Healthy Living

End-of-Summer Slumps Are Real–How to Feel Motivated and Excited About Life RN

beat "September Scaries" with these tips
Source: Pexels | Kseniya Kobi
Source: Pexels | Kseniya Kobi

Every year, the arrival of Starbucks’ fall menu signals to me that summer is officially on its way out. I love PSLs and cozy weather as much as the next girl, but around this time every year, I start to get sad, unmotivated, or a little stressed out. I feel bummed thinking of the carefree season coming to an end, and my wellness routine is severely lacking (what was excitement for fresh salads and beach volleyball a few months ago is now nowhere to be found). The truth is that no matter how much we love cozy sweaters and rewatching Gilmore Girls, “September Scaries” is real (think “Sunday Scaries,” except instead of the ending of a weekend, it’s the ending of a season). 

Maybe a summer of happy hours and weekend vacations has left you feeling lethargic, bloated, and blah right about now, or maybe you’ve lost all motivation to prioritize your nutrition and fitness like you had at the start of summer (after all, we tend to crave smoothies and salads in the summer, but PSLs and apple pie in the fall). The silver lining is that there are simple ways to get motivated and reprioritize your well-being right now. Stop playing “Summertime Sadness” on repeat and try these seven tips to get you out of your end-of-summer slump. 


1. Prioritize your mental health over physical health

While we should prioritize both our mental and physical health year-round (after all, they are one and the same), we tend to naturally feel more motivated toward our physical health during warmer months (think: hot girl walks, fresh salads, short shorts…you get the idea). If you’re craving comfort foods instead of vegetables and have no motivation to go to the HIIT class you loved in July, know that that’s OK. You can still prioritize your wellness without salads and HIIT workouts.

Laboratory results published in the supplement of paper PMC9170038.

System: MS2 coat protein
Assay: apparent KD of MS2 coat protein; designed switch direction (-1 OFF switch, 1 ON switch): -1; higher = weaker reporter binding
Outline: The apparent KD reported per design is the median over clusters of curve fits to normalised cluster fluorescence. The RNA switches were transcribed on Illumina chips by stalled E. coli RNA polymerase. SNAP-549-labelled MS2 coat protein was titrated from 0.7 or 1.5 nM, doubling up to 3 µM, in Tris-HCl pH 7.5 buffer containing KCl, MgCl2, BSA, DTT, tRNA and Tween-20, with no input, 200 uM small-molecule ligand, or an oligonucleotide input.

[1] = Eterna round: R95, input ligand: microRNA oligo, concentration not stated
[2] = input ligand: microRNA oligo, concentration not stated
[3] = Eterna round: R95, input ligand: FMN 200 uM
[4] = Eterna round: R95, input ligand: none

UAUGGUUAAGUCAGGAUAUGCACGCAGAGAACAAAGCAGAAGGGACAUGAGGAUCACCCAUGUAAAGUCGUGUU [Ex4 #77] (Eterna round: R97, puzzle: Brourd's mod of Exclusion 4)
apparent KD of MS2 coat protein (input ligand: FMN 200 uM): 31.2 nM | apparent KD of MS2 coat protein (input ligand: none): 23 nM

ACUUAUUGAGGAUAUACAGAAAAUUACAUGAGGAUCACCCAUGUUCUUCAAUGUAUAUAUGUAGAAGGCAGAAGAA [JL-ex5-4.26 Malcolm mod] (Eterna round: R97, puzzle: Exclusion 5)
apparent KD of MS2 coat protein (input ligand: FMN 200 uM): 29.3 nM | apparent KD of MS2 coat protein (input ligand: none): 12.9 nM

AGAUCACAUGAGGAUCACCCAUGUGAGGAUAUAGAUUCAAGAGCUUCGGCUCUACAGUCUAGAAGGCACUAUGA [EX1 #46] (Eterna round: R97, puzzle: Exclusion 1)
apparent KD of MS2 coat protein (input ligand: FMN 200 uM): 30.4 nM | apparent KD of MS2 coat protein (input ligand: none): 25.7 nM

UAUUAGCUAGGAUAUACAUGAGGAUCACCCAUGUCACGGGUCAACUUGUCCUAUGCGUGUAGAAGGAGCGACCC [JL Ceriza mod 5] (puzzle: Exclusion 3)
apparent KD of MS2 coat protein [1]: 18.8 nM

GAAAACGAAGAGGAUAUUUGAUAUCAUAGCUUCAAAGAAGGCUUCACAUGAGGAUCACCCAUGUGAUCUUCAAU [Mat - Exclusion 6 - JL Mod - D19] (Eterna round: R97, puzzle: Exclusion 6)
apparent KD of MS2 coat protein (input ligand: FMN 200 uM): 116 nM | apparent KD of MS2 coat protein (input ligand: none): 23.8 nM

When you’re lacking motivation in fitness or nutrition, lean into prioritizing your mental health instead. Get in sync with what you truly need. Perhaps that looks like seeking help from a therapist, scheduling an hour every day to do something for you, or starting a journal routine. Do things for your mental health instead of forcing yourself into that workout or eating the food you don’t really want. You can prioritize fitness and nutrition in other ways (more on that below) but know that your body needs different things during different seasons, and that’s OK. 


2. Set new goals 

You know that excitement you get from getting something new—a workout set, an apartment, a relationship, a desk organizer (#adulting)? Goals are no different. Although we typically set our health resolutions for the year on January 1, the beginning of fall is actually the perfect time to set new goals. Now that we’re over halfway through the year, we can assess what we really want, as well as what’s working and what’s not. But also, there’s something fresh and exciting about fall, like the excitement that came with starting a new school year as a kid. 

If your health routine has gone out the window, start fresh by developing a new set of small goals to strive for. Maybe “drink a smoothie for breakfast” no longer feels good to you, so come up with other nutrient-dense breakfast options that will, such as oatmeal, scrambled eggs, or avocado toast. Maybe your social calendar has been packed so you haven’t taken time for yourself, and what your body really needs is to decompress. In that case, set a goal for the new season to schedule a self-love date every week, get to bed an hour earlier, or read for 30 minutes every night. Check-in with what your body and mind really need, and set new goals accordingly. 


3. Make future plans that will bring you joy